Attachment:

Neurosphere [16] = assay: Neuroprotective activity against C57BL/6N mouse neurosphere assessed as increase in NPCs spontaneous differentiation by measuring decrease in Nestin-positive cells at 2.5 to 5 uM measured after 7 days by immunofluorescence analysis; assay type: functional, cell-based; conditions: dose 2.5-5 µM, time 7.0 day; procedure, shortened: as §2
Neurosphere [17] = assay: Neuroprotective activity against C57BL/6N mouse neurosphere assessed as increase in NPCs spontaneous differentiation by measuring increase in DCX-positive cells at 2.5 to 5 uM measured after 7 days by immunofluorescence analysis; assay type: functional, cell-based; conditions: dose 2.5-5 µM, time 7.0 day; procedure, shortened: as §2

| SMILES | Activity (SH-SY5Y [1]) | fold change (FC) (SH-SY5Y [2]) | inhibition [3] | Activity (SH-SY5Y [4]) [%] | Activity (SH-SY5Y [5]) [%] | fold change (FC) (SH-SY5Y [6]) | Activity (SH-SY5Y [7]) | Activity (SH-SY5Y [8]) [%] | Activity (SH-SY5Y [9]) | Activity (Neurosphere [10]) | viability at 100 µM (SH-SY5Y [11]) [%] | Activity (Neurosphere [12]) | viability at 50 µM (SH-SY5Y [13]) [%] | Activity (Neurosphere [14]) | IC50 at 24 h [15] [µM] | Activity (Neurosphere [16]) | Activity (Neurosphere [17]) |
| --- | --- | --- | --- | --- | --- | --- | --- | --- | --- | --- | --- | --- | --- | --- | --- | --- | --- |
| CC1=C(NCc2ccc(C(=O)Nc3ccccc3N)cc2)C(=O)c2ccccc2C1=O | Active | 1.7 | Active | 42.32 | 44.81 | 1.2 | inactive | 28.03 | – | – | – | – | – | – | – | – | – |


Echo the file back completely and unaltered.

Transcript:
Neurosphere [16] = assay: Neuroprotective activity against C57BL/6N mouse neurosphere assessed as increase in NPCs spontaneous differentiation by measuring decrease in Nestin-positive cells at 2.5 to 5 uM measured after 7 days by immunofluorescence analysis; assay type: functional, cell-based; conditions: dose 2.5-5 µM, time 7.0 day; procedure, shortened: as §2
Neurosphere [17] = assay: Neuroprotective activity against C57BL/6N mouse neurosphere assessed as increase in NPCs spontaneous differentiation by measuring increase in DCX-positive cells at 2.5 to 5 uM measured after 7 days by immunofluorescence analysis; assay type: functional, cell-based; conditions: dose 2.5-5 µM, time 7.0 day; procedure, shortened: as §2

| SMILES | Activity (SH-SY5Y [1]) | fold change (FC) (SH-SY5Y [2]) | inhibition [3] | Activity (SH-SY5Y [4]) [%] | Activity (SH-SY5Y [5]) [%] | fold change (FC) (SH-SY5Y [6]) | Activity (SH-SY5Y [7]) | Activity (SH-SY5Y [8]) [%] | Activity (SH-SY5Y [9]) | Activity (Neurosphere [10]) | viability at 100 µM (SH-SY5Y [11]) [%] | Activity (Neurosphere [12]) | viability at 50 µM (SH-SY5Y [13]) [%] | Activity (Neurosphere [14]) | IC50 at 24 h [15] [µM] | Activity (Neurosphere [16]) | Activity (Neurosphere [17]) |
| --- | --- | --- | --- | --- | --- | --- | --- | --- | --- | --- | --- | --- | --- | --- | --- | --- | --- |
| CC1=C(NCc2ccc(C(=O)Nc3ccccc3N)cc2)C(=O)c2ccccc2C1=O | Active | 1.7 | Active | 42.32 | 44.81 | 1.2 | inactive | 28.03 | – | – | – | – | – | – | – | – | – |